Comparative Arctic Indigenous Governance
Semester of Instruction
Spring (will be offered spring 2018)
Objectives and Content
Norway, Sweden, Finland and Canada have much in common. All are highly developed liberal democracies. All include sparsely populated, resource-rich, Northern ¿frontiers.¿ And all are settler-colonial, comprising indigenous peoples absorbed by the state without consent.
Yet these states also differ. Canada is federal; the Nordic states are unitary. In the Nordic states, settlers and indigenous peoples are highly intermixed; in Canada many indigenous populations remain separate. And while Canada has seen intense judicial conflict concerning individual and indigenous rights, such legal battles have been less prominent in Nordic states.
For all of these reasons, the Nordic states and Canada provide fertile territory to explore the rapidly evolving field of indigenous governance.
This course aims to undertake that exploration using a comparative approach. Particular focus will be placed on the opportunities and challenges facing indigenous governance in unitary versus federal states; the challenges of indigenous autonomy where settler and indigenous populations are mixed; and the conflicts arising between indigenous and individual rights.
This course consists of twelve sections. Section One introduces the indigenous peoples of the Nordic states and Canada. Sections Two and Three explore theories and praxis of liberalism, multinational governance and settler-colonialism. Section Four to Six adress Sami territorial and /or political autonomy in Norway (and Sweden and Finland). Section Seven to Nine examine First Nations, Inuit and Metis territorial and/or political autonomy in Canada. Section Ten explores shared rule involving indigenous polities and regional and/or central settler-state governments. Section Eleven explores indigenous political action on an international level. Finally, Section Twelve seeks to synthesize the preceding section emphasizing the most important differences between Canada and Norway (and Sweden and Finland).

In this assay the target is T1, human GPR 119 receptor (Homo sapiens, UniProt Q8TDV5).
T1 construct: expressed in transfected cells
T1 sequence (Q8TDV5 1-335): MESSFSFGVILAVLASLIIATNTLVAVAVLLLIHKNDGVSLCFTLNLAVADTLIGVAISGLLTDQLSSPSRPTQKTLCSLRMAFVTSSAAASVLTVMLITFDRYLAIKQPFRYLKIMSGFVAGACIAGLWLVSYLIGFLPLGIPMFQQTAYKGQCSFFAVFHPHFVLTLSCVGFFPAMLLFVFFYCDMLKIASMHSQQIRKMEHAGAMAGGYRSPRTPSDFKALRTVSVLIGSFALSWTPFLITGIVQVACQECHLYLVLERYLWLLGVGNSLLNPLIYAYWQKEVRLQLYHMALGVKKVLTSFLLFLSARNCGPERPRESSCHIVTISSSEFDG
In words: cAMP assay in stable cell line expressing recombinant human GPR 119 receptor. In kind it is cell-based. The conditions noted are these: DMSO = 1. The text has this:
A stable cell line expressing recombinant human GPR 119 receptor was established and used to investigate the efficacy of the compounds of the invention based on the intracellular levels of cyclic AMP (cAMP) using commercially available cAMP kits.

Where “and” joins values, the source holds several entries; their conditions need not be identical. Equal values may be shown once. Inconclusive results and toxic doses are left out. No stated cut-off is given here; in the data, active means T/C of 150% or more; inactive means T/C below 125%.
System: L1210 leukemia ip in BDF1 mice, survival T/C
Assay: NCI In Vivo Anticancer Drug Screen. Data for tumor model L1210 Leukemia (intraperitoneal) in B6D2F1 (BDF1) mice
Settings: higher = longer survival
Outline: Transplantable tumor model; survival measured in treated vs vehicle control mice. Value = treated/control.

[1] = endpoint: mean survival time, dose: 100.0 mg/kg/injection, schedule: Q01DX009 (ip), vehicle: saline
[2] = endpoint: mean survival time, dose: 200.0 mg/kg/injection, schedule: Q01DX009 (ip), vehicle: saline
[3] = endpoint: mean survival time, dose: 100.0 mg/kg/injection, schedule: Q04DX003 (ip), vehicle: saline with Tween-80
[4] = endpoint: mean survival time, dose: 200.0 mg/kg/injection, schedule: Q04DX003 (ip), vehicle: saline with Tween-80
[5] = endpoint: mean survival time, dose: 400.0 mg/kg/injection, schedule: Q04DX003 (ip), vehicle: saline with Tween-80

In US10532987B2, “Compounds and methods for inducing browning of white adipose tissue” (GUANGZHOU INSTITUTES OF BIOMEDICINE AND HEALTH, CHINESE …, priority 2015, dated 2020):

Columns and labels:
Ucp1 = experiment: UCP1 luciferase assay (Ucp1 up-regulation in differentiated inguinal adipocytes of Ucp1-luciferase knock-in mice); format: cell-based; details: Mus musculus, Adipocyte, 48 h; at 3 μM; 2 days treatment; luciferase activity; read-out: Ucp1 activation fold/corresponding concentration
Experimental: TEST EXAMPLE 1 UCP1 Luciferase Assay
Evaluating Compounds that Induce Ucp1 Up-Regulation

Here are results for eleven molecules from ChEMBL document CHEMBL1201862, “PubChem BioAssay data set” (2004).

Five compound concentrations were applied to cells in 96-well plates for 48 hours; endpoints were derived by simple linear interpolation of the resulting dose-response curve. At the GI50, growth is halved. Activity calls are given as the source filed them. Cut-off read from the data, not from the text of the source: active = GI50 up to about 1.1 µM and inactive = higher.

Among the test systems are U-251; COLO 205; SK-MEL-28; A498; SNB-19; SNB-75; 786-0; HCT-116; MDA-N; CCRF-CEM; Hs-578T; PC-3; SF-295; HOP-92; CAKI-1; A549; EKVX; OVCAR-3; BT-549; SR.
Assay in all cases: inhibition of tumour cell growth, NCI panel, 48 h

Upon completion of the course the student should be able to:
- define and understand the indigenous field and the core debates within the field
- demonstrate extensive knowledge about different indigenous peoples of the North and the main reasons for the different position and governance structure in the Nordic Countries and in the countries further west
- explain the different perspectives of indigenous peoples both within and across such groups
- explain and understand the different space open to indigenous peoples in federal vs. unitary states
- identify, analyze and reflect upon arguments and positions put forward in contemporary debates on the status and position of indigenous people
- assess claims made by researchers, indigenous groups, politicians and governmental bodies
- demonstrate knowledge about strengths and weaknesses of theories and positions and why these theories and positions exists in the first place
- critically relate concepts and perspectives on Arctic indigenous governance to new situations and developments, and being able to engage in debates with others on implications, solutions and recommendations.
- understand the importance of the core character of a political systems for the space open for indigenous groups
Access to the Course
Open for all students at the University of Bergen.
Teaching and learning methods
Compulsory Assignments and Attendance
Forms of Assessment
One 10 hour take home exam
The grading scale used is A to F. Grade A is the highest passing grade in the grading scale; grade F is a fail.
Spring (will be offered spring 2018)
The course is evaluated according to the guidelines found in Handbok for kvalitetssikring av universitetsstudia.